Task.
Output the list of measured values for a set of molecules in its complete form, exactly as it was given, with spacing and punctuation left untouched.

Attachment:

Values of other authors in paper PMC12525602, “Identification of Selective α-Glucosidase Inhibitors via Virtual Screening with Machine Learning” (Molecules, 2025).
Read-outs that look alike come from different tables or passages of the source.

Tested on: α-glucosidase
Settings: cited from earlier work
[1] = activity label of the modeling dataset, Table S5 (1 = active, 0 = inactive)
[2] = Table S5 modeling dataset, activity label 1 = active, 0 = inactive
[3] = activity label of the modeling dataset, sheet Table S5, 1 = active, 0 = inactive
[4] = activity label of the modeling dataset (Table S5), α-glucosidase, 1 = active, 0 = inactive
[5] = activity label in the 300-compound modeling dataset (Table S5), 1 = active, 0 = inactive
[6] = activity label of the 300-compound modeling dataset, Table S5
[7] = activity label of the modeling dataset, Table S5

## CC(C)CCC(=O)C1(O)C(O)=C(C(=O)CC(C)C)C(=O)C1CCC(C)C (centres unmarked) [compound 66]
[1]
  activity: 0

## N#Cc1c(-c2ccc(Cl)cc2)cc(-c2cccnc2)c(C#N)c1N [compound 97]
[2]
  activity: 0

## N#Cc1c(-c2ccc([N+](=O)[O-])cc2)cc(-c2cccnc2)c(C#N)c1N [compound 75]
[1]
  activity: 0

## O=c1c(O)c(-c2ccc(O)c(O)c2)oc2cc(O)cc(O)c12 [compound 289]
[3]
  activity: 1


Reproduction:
Values of other authors in paper PMC12525602, “Identification of Selective α-Glucosidase Inhibitors via Virtual Screening with Machine Learning” (Molecules, 2025).
Read-outs that look alike come from different tables or passages of the source.

Tested on: α-glucosidase
Settings: cited from earlier work
[1] = activity label of the modeling dataset, Table S5 (1 = active, 0 = inactive)
[2] = Table S5 modeling dataset, activity label 1 = active, 0 = inactive
[3] = activity label of the modeling dataset, sheet Table S5, 1 = active, 0 = inactive
[4] = activity label of the modeling dataset (Table S5), α-glucosidase, 1 = active, 0 = inactive
[5] = activity label in the 300-compound modeling dataset (Table S5), 1 = active, 0 = inactive
[6] = activity label of the 300-compound modeling dataset, Table S5
[7] = activity label of the modeling dataset, Table S5

## CC(C)CCC(=O)C1(O)C(O)=C(C(=O)CC(C)C)C(=O)C1CCC(C)C (centres unmarked) [compound 66]
[1]
  activity: 0

## N#Cc1c(-c2ccc(Cl)cc2)cc(-c2cccnc2)c(C#N)c1N [compound 97]
[2]
  activity: 0

## N#Cc1c(-c2ccc([N+](=O)[O-])cc2)cc(-c2cccnc2)c(C#N)c1N [compound 75]
[1]
  activity: 0

## O=c1c(O)c(-c2ccc(O)c(O)c2)oc2cc(O)cc(O)c12 [compound 289]
[3]
  activity: 1